In the event you experience financial problems before you are again eligible to file Chapter 7 again, you may be able to address the situation by filing a Chapter 13 Bankruptcy case. A Chapter 13 bankruptcy is a repayment plan through the bankruptcy court for a minimum of 3 years but no more than 5 years.

You cannot file for Chapter 7 bankruptcy if a previous Chapter 7 or Chapter 13 case was dismissed within the past 180 days because:

• you violated a court order, OR
• you requested the dismissal after a creditor asked for relief from an automatic stay

unprotected property?

Depending on the property you own and the state exemptions applicable to your case, you may not lose any property by filing a Chapter 7 Bankruptcy. It is important to seek the assistance of an experienced bankruptcy attorney to determine whether you risk losing any property by filing a Chapter 7 case. Nevertheless, you will get to keep wages earned and the property acquired after filing the Chapter 7 Bankruptcy case.

Non-dischargeable debts

There are certain financial obligations that will not be discharged in Chapter 7 bankruptcy. Alimony and child support are not eliminated in a Chapter 7. Only a family court order can suspend or alter alimony and child support obligations.

Student loans ordinarily are not discharged in bankruptcy. You must show that payment of the student loans amount to an “undue hardship.” The test for showing an “undue hardship” is very difficult to satisfy.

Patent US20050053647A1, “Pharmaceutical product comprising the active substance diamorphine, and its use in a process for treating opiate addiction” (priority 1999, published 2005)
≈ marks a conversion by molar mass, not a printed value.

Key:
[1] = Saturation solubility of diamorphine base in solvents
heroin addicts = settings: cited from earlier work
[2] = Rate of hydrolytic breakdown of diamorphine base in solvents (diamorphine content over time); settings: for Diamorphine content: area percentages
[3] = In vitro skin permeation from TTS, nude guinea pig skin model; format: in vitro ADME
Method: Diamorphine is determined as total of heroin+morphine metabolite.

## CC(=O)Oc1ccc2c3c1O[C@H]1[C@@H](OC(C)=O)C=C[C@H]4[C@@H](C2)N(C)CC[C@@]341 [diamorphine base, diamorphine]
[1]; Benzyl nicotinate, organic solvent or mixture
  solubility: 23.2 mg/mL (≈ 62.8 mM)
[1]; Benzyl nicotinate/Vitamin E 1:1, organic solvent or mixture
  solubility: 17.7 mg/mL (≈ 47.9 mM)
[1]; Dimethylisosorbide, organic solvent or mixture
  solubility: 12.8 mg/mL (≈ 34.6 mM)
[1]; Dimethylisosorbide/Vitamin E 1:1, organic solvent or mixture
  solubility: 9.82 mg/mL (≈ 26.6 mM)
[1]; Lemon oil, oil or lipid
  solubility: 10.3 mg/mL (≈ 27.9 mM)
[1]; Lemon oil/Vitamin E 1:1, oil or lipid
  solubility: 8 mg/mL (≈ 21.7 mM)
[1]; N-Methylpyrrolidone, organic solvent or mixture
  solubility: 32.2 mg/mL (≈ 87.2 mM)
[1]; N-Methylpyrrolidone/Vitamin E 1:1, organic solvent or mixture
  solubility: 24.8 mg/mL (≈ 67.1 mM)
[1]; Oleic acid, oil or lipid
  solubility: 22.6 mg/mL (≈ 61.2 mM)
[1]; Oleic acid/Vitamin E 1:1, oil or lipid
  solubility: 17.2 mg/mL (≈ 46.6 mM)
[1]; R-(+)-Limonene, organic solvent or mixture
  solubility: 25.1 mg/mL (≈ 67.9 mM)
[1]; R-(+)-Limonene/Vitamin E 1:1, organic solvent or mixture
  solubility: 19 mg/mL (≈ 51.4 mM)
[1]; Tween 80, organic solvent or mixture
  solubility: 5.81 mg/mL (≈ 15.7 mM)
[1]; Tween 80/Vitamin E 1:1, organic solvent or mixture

Lastly, Chapter 7 bankruptcy will not eliminate the consensual liens on your home and vehicles. The mortgage on your home and the vehicle lien held by your car lender will be unaffected by a bankruptcy filing. So you must continue to make those payments after the Chapter 7 bankruptcy is completed.

future credit & new lines of credit

You will likely lose all of your credit cards if you file Chapter 7 bankruptcy. The credit card debts listed in the Chapter 7 bankruptcy will likely be discharged. However, the credit cards which you have $0 balances at the time of filing the Chapter 7 are often closed by the credit card companies. 

There are lenders who specialize in lending to “high risk” people. So you may be able to obtain credit shortly after exiting a Chapter 7 case. But the terms may not be very good. For instance, rate of interest will likely be high. Ordinarily, you may be able to obtain new credit within one to three years of filing bankruptcy.

have an attorney assist you through the chapter 7 bankruptcy process

The choice to seek bankruptcy can involve many complicated considerations. While there are advantages and disadvantages of Chapter 7, only you will be able to know if it is right for you. You will want to take into consideration whether you can avoid bankruptcy altogether or how to preserve valuable assets if filing for bankruptcy is absolutely necessary. 

Contact a local bankruptcy attorney, The Law Office of Brent M. Myer, PLLC, who can discuss ways bankruptcy laws can help you address your financial troubles.  Bankruptcy attorneys understand bankruptcy code and are there to assist you during this difficult time. Contact us today to schedule a consultation to see if Chapter 7 bankruptcy is right for you. 

Close Menu